The 2017 trailbuilding season starter’s whistle is ready to blow; all that’s missing is you.
The upcoming Ice Age Trail Alliance Annual Conference is scheduled for Thursday, April 27th – Sunday, April 30th at the Avalon Hotel and Conference Center in Chippewa Falls.
We’ll be celebrating you – the hikers, volunteers, members and donors – and all you do to make the Ice Age Trail the treasure that it is.
If you have never attended an Ice Age Trail Alliance Annual Conference before, it is a fantastic way to meet people who are passionate and committed to the Trail. It is super energizing to mingle with and hear the stories about the Trail from folks who are dedicated to building, maintaining, and protecting it.
The 2017 Annual Conference just got more AFFORDABLE!
We are excited to announce we’ve been able to REDUCE the cost of the conference attendance by 30%. Continue reading
The promise of friendship and laughter. The smell of fresh-cut dirt. The sound of iron on rock. The hum and conversations of multi-generational volunteers working arm-in-arm. The satisfaction that comes when contributing to something that’s bigger than us and, when looking back at the end of the day, seeing a job well done.
Excitingly, miles of new Trail and newly imagined Trail experiences pull us through the cold towards a new season of trailbuilding. The Ice Age Trail doesn’t just happen. The Trail needs your special brand of magic to flourish and take root in the hearts and minds and imagination of Wisconsinites. Chippewa, Manitowoc, Marathon, and Kewaunee counties await construction of spectacular tread meandering up and over ice-walled, lake plains and through hiker-friendly towns alike. High-quality trail experiences will be maintained through ambitious stewardship projects, like the ones planned for Rusk, Waukesha, Lincoln, Walworth, and Taylor counties. Whether it’s crafting boardwalks and bridges, learning and sharing new skills, or meeting new people and seeing new places, the season ahead is representative of our steadfast commitment to creating, supporting, and protecting the Ice Age National Scenic Trail. Continue reading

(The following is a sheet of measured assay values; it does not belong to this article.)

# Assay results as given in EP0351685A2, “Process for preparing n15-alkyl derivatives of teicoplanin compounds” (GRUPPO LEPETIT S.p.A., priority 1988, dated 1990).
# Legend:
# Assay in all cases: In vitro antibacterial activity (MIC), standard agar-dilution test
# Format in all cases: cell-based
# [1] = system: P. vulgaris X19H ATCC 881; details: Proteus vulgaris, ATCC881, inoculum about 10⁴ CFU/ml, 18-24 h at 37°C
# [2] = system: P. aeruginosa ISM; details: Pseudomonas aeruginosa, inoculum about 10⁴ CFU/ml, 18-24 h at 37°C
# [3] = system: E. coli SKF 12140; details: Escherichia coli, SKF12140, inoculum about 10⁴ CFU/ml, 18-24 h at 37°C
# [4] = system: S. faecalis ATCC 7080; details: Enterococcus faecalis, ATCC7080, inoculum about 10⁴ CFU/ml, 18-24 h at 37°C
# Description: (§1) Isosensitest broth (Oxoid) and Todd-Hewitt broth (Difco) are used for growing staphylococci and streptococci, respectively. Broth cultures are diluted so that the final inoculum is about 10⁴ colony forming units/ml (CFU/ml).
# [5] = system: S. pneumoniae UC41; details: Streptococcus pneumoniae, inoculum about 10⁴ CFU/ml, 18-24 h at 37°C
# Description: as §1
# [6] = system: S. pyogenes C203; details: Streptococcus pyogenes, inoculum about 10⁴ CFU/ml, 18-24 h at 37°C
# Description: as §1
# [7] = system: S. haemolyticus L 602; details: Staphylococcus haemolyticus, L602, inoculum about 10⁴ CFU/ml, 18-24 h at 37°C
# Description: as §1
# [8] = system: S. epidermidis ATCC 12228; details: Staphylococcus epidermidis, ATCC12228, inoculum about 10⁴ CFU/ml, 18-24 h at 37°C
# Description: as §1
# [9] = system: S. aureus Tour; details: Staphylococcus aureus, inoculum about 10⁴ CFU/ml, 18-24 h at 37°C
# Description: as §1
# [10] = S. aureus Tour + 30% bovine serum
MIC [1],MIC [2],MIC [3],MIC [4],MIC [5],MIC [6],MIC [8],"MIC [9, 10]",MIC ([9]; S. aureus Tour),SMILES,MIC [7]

We will augment the work today of Ed Spoon’s trail corridor clearing crew, but we will not limit our clearing of invasive brush and trees to the trail corridor proper. Besides hand tool work, there will be work for trained and equipped chain sawyers, as well as power brush cutter operators. Contact leader in advance for details. Meet at the Twin Pines lot on Lodi/Springfield Rd. (map/directions).
What to do when the best laid plans hit a snag? As all seasoned volunteers know…with eyes forward, you shift on a dime and give it all you’ve got!
The planned Storrs Lake project in Rock County is on hold for 2016, regrettably. This change of plans, therefore, enables us to finish what we’ve started, which we strive to do. This mindset led us to organize two Mobile Skills Crew events which will run concurrently from Thursday, October 20 through Sunday, October 23.
The Sauk County event (Merrimac Segment) will build 3,600 feet of tread that was corridor cleared at the August event. The Taylor County event (Rib Lake Segment) will focus on finishing up work began in May on the Timm’s Hill Trail Connector. (The Sauk County project will be the larger of the two events.) Continue reading
The goal of every Mobile Skills Crew event and local Trail improvement effort is to create and maintain a sustainable footpath that fosters new discoveries and broadens our collective connection to the outdoors. Over the course of five rainy, and sometimes stormy days, at last week’s Polk County MSC event, we did that, and more.
Thanks to the efforts of 119 volunteers, over the course of 3,268 hours, an amazing amount got accomplished:
The cook shanty was kept warm by the efforts of the crew who prepared three square meals a day. In addition, 11 sawyers attended a chainsaw certification course.
Perhaps, what best exemplifies the impassioned enthusiasm, of those striving for Trail excellence, is this snapshot. Picture a thousand feet of wide, muddy, rutted forest road, beat up after many trips moving materials and tools with an ATV and UTV. Now picture six tired volunteers, at the end of a very long week, mustering the energy to wield McLeod’s, with the purpose of reshaping the holes and ruts, in order to return the road to a like-new condition.
Special Thanks to:
To gain a larger sense of the work accomplished during the MSC project, you may click here for more photos.